China to control sex ratio of newborns

China to control sex ratio of newborns

Chinese authorities have launched a new campaign to crack down on gender exams and illegal abortions.

It's part of a campaign to try to re-balance the gender-inequality in China.

The latest stats suggest the registered birth ratio between girls and boys is 100 to 115.

This is well above the world-wide ratio, which is around 102 boys for every 100-girls born.

Li Bin with the National Health and Family Planning Commission says pre-knowledge of the sex of the child is one of the main reasons behind the disproportionate ratio.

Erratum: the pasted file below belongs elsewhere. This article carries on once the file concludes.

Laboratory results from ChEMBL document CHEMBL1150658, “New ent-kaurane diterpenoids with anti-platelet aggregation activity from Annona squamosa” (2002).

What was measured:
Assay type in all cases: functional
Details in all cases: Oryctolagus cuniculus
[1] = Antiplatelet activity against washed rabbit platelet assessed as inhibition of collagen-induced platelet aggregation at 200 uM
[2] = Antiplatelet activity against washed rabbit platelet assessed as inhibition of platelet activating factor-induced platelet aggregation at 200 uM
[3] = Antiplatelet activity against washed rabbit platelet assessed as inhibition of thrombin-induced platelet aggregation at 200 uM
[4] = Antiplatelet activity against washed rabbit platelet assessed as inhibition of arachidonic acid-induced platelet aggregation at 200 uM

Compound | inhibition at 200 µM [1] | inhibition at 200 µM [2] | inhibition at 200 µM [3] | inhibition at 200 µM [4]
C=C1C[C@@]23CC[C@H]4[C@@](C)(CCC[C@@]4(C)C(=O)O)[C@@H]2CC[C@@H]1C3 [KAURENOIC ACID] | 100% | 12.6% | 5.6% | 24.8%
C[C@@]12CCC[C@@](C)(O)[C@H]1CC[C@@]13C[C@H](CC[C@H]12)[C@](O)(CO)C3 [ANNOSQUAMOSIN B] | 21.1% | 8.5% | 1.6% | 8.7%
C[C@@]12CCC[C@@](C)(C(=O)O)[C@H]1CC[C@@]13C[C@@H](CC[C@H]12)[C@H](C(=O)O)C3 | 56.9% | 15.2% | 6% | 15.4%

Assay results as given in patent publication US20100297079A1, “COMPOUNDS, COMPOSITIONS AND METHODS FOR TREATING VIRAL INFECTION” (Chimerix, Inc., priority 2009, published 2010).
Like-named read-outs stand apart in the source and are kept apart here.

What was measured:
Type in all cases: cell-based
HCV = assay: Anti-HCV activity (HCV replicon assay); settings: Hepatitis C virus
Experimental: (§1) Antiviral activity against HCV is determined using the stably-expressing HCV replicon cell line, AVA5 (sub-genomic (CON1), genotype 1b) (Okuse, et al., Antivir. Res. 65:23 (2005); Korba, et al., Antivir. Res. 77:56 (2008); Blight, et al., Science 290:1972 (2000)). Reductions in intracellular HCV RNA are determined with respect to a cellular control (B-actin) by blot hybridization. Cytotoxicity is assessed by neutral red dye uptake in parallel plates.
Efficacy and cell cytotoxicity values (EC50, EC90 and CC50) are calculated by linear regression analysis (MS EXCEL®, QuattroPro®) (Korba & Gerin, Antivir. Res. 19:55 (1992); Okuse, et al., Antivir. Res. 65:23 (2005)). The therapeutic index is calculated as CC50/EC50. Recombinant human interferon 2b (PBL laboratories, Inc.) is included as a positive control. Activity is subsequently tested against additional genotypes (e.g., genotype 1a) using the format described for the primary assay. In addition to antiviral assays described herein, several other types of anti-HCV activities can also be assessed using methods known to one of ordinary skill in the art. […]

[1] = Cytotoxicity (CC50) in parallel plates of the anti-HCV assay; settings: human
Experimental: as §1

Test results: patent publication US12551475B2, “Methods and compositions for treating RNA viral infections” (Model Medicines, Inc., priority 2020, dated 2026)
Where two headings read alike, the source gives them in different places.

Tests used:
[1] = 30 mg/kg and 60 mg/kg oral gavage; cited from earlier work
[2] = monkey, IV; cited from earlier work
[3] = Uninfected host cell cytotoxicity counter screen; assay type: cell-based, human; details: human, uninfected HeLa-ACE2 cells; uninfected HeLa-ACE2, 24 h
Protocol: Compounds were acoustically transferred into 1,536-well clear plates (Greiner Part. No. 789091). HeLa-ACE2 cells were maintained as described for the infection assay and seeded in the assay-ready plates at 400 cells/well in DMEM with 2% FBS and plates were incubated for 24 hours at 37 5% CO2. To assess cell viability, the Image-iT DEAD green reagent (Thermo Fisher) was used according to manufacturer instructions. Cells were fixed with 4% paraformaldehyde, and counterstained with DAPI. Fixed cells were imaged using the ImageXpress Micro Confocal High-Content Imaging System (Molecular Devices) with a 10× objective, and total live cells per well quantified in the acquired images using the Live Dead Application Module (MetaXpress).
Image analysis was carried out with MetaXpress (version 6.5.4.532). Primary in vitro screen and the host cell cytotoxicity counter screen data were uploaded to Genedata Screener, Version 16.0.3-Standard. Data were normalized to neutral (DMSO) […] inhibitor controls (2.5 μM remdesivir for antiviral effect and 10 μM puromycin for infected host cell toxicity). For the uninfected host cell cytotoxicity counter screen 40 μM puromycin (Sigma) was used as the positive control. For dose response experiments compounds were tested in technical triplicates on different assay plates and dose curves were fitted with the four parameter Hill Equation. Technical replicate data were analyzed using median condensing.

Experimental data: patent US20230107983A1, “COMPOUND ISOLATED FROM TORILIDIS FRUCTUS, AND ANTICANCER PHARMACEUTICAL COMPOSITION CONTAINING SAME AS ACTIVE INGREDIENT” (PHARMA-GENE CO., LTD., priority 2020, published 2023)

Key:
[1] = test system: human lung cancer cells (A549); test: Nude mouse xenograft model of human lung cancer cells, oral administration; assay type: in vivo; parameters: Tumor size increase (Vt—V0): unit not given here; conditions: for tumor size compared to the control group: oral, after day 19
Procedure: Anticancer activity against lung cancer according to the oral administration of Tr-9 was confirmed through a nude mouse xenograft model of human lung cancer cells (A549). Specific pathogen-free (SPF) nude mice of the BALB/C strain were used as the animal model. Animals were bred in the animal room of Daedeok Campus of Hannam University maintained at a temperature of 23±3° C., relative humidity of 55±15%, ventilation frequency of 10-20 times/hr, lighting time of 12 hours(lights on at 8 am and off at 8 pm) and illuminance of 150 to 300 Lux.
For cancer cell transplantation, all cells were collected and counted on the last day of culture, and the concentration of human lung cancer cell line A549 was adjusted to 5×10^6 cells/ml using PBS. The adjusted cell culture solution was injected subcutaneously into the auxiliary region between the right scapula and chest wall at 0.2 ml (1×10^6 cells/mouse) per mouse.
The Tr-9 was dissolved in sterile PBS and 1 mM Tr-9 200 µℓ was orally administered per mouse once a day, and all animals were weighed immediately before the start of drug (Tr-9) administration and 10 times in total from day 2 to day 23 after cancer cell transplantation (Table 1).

"Fetus gender exams and abortions are the direct reason for the unusual sex ratio of newborns in China. In 2014, around 8-thousand cases were documented. However, only a small fraction of them were given serious punishments.

Driven by both market demand and potential high profits, the number of cross-regional cases has been on the rise. It even generated an illegal industry chain in some areas."

The new campaign will be focused on clinics and agencies which have been suspected, but never caught, of carrying out gender exams and illegal abortions.

Under the current rules in China, gender-determination is only allowed when medical reasons apply.

A preference for boys, particularly in China's rural areas, is the main reason behind the growth of the illegal exams and abortions.

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